1. A nation has a collective identity and behaves on the international stage not unlike an individual.
    2. The Jewish people have, throughout their history, been unimaginably badly treated and abused.
    3. Abused children often go on to become abusing adults, unless they develop insight. It is not possible to develop insight if one lives in constant fear and anxiety. Israel, being surrounded by relatively hostile countries, lives in a fair degree of fear and anxiety, though she is strong. She has therefore not developed insight, she is too busy being strong.
    4. In an attempt to master her collective feelings after years of abuse, Israel has become the abuser and is treating the Palestinian people in the same way the Jewish people have been treated through much of history. Most notably, Israel has created and is maintaining a ghetto for the Palestinians called Gaza.
    5. In order to allow Israel the space to develop an alternative response to the provocations of Hamas, she needs good parenting (someone offering her protection but allowing her independence – America does the former but doesn’t like her children having the latter, something her satellites appreciate and acknowledge from time to time but are powerless to change). In the absence of good parenting, she needs therapy. Therapy is talking. In this context, it would be called diplomacy. But Israel can’t begin therapy while she is consumed with being strong.
    6. I wasn’t going to go to the demonstration at the Israeli embassy today but was then asked what I would have done for the Jews facing persecution in the past. I said I would like to think I would have done something to prevent the persecution. What then, I was asked, is the logical conclusion of my argument that the Jews are are at the beginning of the process of doing to the Palestinians what was done to them? The answer is, of course, that I have to protest.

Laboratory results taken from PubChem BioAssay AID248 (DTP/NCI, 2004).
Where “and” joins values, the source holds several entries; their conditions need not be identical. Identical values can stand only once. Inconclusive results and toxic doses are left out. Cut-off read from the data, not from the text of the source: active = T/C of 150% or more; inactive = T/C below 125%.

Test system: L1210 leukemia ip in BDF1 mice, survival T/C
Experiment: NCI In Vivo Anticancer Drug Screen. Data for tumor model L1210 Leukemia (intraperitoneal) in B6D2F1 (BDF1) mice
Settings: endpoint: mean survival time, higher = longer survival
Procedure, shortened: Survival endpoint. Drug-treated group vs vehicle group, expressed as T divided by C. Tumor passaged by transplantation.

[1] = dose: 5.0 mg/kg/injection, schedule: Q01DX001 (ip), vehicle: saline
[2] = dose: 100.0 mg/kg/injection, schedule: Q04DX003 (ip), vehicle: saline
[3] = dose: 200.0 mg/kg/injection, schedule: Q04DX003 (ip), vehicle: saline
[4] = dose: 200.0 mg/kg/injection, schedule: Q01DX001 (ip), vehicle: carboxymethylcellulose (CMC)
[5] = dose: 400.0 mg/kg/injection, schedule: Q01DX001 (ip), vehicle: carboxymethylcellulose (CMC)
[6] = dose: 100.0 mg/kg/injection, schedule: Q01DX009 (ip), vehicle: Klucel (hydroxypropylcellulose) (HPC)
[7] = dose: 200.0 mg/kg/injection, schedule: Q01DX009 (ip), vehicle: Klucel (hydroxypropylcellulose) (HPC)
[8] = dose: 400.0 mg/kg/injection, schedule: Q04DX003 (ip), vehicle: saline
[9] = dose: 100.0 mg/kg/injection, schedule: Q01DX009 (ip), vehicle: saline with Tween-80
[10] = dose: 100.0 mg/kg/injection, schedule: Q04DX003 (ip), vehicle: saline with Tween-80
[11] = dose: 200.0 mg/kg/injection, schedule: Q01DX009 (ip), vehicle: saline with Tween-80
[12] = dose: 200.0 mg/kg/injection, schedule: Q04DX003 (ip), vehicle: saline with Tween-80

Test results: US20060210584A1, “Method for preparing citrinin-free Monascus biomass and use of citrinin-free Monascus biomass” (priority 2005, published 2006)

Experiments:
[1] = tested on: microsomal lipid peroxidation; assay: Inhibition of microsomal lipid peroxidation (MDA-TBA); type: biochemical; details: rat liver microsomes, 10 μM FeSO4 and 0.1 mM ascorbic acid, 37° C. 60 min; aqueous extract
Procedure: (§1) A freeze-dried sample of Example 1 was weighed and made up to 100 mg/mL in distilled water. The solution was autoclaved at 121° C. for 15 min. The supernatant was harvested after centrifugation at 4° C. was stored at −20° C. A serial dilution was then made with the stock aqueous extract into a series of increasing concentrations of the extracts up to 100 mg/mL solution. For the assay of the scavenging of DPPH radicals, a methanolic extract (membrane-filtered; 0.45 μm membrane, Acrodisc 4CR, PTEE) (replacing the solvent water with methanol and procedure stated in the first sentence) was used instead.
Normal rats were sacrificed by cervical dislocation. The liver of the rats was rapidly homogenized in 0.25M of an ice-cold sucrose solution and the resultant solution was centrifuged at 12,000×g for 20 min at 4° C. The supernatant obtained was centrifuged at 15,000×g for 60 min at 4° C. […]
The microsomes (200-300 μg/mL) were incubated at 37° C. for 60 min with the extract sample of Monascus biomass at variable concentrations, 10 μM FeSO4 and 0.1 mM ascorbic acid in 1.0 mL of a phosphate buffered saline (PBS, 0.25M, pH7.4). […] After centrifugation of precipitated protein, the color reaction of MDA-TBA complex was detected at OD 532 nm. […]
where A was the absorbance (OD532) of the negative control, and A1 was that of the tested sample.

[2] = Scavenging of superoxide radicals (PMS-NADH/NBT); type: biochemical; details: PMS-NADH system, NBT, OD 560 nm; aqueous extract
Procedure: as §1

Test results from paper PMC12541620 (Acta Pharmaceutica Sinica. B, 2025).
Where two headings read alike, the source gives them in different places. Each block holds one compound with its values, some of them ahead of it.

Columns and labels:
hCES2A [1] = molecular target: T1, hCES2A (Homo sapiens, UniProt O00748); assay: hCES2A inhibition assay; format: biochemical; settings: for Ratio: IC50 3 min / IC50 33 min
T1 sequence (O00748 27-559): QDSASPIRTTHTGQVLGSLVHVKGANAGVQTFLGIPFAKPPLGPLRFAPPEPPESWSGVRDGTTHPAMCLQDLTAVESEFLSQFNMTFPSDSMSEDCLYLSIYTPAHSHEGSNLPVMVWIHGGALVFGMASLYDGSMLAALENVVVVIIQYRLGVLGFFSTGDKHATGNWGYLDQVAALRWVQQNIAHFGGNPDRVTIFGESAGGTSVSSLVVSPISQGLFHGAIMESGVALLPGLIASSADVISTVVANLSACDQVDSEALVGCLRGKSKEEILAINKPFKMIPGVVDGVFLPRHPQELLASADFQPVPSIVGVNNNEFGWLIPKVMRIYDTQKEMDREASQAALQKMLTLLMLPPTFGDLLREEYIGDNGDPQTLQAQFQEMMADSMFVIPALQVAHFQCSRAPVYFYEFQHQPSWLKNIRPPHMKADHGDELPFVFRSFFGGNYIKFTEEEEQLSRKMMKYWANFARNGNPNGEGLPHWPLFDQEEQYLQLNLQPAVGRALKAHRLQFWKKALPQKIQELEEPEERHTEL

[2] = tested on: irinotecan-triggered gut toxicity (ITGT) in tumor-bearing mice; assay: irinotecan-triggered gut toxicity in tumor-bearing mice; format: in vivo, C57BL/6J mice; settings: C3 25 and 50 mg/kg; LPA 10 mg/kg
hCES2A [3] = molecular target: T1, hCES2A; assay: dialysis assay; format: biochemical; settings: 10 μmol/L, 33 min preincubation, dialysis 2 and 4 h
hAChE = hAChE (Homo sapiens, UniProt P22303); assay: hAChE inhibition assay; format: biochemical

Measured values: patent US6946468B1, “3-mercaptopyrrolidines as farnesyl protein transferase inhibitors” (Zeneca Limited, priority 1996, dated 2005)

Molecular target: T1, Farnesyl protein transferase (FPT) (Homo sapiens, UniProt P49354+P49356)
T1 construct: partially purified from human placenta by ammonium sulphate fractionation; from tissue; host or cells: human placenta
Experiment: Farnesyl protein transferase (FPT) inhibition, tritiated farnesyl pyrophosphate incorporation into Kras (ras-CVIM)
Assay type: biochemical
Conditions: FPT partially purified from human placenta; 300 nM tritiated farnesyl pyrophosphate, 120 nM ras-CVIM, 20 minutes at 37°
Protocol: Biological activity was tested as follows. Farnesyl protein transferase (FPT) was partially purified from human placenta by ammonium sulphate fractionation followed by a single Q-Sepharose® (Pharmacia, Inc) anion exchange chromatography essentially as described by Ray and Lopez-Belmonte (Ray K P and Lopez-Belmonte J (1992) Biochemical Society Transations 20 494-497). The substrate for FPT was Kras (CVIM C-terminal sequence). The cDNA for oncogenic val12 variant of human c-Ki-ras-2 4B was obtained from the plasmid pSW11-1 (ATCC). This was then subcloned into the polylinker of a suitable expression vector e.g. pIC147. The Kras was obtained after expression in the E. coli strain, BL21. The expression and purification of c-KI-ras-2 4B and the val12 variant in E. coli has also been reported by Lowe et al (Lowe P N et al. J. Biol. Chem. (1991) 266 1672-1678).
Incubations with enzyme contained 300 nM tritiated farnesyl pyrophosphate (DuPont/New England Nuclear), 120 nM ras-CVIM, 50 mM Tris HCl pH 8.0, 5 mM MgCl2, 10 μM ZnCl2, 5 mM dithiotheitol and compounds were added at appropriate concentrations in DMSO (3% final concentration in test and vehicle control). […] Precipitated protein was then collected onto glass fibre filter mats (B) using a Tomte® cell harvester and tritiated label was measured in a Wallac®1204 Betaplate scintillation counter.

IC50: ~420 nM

And please, let no one read the above as an apologia for the disgusting Hamas rocketeers. Israel needs to treat them as they would an unruly child and prevent them from doing what they are doing through rational discourse and taking their toys away. Unfortunately, this being the big wide world of grown ups, the toys are deadly weapons and must therefore be dealt with with the aforementioned strength. But let the strength stop short of retribution, for retribution is not the sign of an adult with mature control of her feelings.

    And, were the boot on the other foot, all of the above could and should be applied to the Palestinians.

    I believe I am indebted to a great Jew, the good Doctor Freud, for the ability to think the thoughts above, and I’d commend him to the Israelis at this horrible point in their country’s history. They could also do worse, IMHO, than read a bit of Alice Miller:

    “The way we were treated as small children is the way we treat ourselves the rest of our lives: with cruelty or with tenderness and protection. We often impose our most agonizing suffering upon ourselves and, later, on our children.”

    And so the pattern goes on through history unless a firebreak – therapy / diplomacy / growth through insight and not just strength – is provided. The international community needs to provide that firebreak before Hamas and the Israeli’s destroy the Palestinian people.

  106. Teresa, thanks as always, you are a beacon of light in a troubled world, keep on shining.

    Happy New Year to you and yours.

  107. Jonathan@142: I understand your question as to whether I have a numeric limit as to how many deaths I will tolerate before my opinion is altered. I’m not going to answer it, at least not how its being posed. It feels borderline combative to me

    Jonathan, it isn’t combative. It’s simply that you wish to reserve the right to shift responsibility of Israel’s actions without coming out and directly saying it, and I keep pointing it out everytime you try to do that with a different verbal smoke screen.

    17 innocent Israeli deaths in 2008 from Hamas attacks launched from Gaza. 60 innocent palestinian deaths from Israeli’s attacks over the last few days, including 34 children by latest reports.

    You aren’t answering because you want to reserve teh right to push the responsibilty for Israel’s actions onto Hamas. you aren’t answering because you want to maintain some verbal smoke screen between yourself and how many innocent Palestinians you are willing to sacrifice. You aren’t answering because you want Israel to be able to operate with a self righteousness that makes it immune to criticism.

    All you’ve done by not answering the question is make clear that you think Israel is imune to criticism. Israel can kill as many palestinians as it wants, and you will never criticize it.

    You will never criticize Israel. Not without some attempt on your part to find a way to try and criticize Hamas more. It will sound something like this: Sure, Israel may have stepped over a line by wiping out an entire Gazan village with complete disregard to the civilian deaths it caused, but Gaza brought this upon itself by (insert smoke screen excuse here).